Are you reading Nudge in your college class? Let us know about it.

We always love hearing from Nudge readers about their experiences reading and reacting to the book. Did it spark new ideas? Did it change their outlook on their surroundings? Did it inspire them to put nudges into practice? One such reader was Kylee Britzman, who read Nudge in a political decision making class at the University of Nebraska-Lincoln. As part of the class, students had to devise their own nudges. Britzman graciously relayed some of them to us.

We spent a large portion of the semester grappling with our different problems, which were either social or political in nature. Some examples are as follows: getting people to exercise more, stop drunken driving, and transparency of moneyed interests during political campaigns. Here are some of the original nudges our class came up with.


• Increase Exercise
o Put signs next to elevators reminding people that using the stairs will be more beneficial to their health and will help burn    additional calories.
o Also, put signs in parking spots that encourage people to park further away to increase their exercise by walking a longer distance.
o Finally, give businesses a computer software program that sends pop-up reminders to employees giving them suggestions for simple ways to increase exercise throughout the workday.

• Decrease Drunk Driving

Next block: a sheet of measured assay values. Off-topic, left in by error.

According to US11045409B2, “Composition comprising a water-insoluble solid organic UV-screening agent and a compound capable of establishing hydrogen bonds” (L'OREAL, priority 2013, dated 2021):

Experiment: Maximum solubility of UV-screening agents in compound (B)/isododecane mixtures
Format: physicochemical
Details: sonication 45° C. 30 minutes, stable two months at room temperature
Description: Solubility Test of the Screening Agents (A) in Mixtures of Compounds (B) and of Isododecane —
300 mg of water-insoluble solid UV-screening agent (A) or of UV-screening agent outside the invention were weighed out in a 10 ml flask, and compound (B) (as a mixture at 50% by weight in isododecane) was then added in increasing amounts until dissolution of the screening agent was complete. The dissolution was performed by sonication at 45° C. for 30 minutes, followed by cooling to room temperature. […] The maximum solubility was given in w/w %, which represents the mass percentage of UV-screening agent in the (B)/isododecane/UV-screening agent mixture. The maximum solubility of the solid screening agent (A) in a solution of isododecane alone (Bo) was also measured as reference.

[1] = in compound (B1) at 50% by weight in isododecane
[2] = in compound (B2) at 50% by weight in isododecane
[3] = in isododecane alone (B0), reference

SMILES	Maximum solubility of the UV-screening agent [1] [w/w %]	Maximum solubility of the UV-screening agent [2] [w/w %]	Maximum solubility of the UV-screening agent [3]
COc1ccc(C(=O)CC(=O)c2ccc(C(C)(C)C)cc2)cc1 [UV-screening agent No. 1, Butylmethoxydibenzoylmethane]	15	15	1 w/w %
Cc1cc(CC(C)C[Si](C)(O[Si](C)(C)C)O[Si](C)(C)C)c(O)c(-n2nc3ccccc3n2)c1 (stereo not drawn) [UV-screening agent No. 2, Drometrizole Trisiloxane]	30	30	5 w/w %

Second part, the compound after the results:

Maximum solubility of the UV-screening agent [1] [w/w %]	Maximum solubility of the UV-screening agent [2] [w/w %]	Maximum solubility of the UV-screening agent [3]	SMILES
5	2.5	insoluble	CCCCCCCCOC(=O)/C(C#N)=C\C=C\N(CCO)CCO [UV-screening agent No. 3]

o Put up signs that give statistics about how many drinks people have on average (encouraging people to drink less).
o Have bars give the designated driver of a group a coupon for a free drink the next time they come to the bar.

• Moneyed Interests
o Use a color-coded system that shows the amount of money campaigns have spent during the election. This would be widely season throughout the campaign season and would also appear on the ballot.
o Give candidates with certain color ratings incentives for not spending as much money during elections.

Before suggesting our nudges we had to identify why this was a problem and who was affected. We also had to play devil’s advocate and suggest reasons why our nudges might not work in practice. As groups presented we were their peer jury and critiqued their nudges while also giving our own suggestions to improve the nudges. Each of us then had to individually write essays in which we took our classmates’ suggestions to think even more critically about the nudges we designed. What began as a simple class project turned into something larger. I was indeed nudged by Nudge to find instances in everyday life where choice architecture could be devised. I also became passionate about the potential that nudges can have.

If your class is reading (or has read) Nudge, we’d be interested to hear what it thought — positive and negative. And if your class generated any nudge ideas, send them our way so we can share them with other Nudge blog readers.

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